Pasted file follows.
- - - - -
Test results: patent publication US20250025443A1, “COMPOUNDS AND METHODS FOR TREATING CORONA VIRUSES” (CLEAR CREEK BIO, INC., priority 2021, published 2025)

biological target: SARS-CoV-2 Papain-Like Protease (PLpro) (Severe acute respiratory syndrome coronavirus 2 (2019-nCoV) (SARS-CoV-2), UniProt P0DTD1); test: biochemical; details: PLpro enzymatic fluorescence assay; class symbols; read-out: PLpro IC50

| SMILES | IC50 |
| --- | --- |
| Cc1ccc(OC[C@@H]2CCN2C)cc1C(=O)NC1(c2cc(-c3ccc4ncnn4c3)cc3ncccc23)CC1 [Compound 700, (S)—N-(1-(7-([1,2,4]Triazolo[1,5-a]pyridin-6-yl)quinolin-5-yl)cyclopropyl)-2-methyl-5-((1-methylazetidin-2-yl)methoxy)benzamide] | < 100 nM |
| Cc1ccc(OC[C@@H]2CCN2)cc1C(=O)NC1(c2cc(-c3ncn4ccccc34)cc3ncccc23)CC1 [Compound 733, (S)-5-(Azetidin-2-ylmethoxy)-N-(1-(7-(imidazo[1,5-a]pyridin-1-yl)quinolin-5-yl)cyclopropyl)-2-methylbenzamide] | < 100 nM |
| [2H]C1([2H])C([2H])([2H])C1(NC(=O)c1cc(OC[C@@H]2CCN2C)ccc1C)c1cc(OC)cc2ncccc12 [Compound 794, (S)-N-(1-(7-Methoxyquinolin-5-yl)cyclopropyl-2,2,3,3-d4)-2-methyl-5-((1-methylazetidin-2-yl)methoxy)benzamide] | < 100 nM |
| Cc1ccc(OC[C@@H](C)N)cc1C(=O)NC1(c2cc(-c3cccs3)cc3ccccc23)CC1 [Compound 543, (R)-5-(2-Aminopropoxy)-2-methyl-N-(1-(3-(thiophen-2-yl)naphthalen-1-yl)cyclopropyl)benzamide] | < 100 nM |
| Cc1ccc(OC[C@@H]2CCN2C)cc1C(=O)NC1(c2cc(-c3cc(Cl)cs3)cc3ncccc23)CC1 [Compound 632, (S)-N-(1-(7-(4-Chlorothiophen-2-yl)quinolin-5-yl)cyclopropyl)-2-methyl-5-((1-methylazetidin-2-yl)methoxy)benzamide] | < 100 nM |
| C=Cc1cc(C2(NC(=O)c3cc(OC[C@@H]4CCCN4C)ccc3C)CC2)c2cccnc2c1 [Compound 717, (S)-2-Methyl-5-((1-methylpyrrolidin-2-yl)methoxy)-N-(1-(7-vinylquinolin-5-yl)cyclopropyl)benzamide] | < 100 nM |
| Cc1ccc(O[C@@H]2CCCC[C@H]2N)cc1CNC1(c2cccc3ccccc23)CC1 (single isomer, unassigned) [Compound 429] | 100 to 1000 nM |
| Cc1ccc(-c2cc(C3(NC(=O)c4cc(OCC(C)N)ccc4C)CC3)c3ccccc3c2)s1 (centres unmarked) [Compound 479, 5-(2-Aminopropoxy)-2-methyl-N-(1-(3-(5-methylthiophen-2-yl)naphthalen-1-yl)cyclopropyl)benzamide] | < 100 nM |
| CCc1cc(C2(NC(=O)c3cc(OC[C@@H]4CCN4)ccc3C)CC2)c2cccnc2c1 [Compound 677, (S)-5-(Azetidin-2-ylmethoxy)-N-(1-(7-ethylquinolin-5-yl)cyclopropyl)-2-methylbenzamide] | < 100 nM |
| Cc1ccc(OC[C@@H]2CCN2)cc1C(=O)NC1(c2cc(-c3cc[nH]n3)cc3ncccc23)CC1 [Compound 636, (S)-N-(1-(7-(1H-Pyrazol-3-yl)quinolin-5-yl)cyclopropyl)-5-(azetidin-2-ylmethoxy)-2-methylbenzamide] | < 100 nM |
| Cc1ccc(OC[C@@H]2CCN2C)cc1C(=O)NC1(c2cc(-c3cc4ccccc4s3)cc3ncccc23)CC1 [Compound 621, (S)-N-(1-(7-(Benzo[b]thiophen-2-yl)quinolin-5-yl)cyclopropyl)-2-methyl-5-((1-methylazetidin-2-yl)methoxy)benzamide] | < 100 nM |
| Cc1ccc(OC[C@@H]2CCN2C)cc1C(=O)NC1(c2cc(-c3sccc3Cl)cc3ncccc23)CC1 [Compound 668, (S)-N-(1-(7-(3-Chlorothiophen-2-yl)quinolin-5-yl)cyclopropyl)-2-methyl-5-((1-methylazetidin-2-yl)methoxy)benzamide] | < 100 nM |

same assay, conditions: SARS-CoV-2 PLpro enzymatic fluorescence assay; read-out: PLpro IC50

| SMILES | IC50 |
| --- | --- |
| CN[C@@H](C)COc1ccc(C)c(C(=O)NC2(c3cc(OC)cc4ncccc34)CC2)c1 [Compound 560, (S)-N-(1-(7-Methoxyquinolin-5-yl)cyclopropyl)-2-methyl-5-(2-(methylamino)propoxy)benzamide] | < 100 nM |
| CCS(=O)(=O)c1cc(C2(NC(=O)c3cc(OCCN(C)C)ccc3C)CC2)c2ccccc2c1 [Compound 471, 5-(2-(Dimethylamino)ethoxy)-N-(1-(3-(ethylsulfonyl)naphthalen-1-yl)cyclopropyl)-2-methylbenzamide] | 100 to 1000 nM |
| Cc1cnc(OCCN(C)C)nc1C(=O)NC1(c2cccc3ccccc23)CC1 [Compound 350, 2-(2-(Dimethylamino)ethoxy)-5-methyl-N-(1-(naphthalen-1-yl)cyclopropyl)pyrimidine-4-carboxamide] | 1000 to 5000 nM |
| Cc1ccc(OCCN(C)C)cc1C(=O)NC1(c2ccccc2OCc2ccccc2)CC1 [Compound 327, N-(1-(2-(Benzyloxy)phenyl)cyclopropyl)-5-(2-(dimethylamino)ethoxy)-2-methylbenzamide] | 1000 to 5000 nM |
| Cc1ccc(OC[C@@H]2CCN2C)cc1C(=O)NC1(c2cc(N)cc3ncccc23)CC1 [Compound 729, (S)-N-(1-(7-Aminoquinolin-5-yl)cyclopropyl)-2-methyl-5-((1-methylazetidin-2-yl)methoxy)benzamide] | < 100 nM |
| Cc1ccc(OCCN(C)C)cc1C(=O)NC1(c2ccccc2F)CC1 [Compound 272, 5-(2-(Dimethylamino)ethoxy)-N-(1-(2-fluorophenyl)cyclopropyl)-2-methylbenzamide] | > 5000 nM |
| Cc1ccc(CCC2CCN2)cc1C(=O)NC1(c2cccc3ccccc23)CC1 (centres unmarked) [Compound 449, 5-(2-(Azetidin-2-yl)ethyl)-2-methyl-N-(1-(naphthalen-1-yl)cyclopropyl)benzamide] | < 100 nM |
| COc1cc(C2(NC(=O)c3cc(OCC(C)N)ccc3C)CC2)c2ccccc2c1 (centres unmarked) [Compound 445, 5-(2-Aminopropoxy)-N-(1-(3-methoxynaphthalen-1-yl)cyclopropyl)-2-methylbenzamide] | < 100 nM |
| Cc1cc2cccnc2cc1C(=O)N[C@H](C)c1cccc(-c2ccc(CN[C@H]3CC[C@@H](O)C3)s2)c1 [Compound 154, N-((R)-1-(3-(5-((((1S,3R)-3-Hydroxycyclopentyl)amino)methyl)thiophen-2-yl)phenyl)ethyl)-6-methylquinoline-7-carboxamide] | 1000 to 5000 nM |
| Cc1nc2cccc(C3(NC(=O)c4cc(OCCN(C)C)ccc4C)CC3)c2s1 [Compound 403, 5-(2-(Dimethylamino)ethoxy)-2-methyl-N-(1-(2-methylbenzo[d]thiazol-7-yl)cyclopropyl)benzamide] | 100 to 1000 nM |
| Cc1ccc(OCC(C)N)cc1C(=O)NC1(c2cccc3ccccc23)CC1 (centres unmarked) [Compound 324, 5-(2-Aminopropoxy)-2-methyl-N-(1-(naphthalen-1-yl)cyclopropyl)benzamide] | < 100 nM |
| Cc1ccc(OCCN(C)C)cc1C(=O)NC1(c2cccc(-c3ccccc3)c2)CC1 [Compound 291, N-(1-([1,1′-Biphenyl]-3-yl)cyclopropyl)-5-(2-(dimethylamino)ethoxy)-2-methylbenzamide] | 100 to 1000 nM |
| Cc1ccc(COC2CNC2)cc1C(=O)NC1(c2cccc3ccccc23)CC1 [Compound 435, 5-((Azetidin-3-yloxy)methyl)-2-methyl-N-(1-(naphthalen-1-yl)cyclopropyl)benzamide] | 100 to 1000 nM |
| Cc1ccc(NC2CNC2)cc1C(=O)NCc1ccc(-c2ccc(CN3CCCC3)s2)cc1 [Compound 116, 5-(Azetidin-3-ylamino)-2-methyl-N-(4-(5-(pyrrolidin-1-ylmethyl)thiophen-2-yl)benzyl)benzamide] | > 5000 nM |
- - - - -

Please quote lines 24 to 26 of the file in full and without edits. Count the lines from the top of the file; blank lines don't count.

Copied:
| Cc1ccc(OC[C@@H]2CCN2C)cc1C(=O)NC1(c2cc(N)cc3ncccc23)CC1 [Compound 729, (S)-N-(1-(7-Aminoquinolin-5-yl)cyclopropyl)-2-methyl-5-((1-methylazetidin-2-yl)methoxy)benzamide] | < 100 nM |
| Cc1ccc(OCCN(C)C)cc1C(=O)NC1(c2ccccc2F)CC1 [Compound 272, 5-(2-(Dimethylamino)ethoxy)-N-(1-(2-fluorophenyl)cyclopropyl)-2-methylbenzamide] | > 5000 nM |
| Cc1ccc(CCC2CCN2)cc1C(=O)NC1(c2cccc3ccccc23)CC1 (centres unmarked) [Compound 449, 5-(2-(Azetidin-2-yl)ethyl)-2-methyl-N-(1-(naphthalen-1-yl)cyclopropyl)benzamide] | < 100 nM |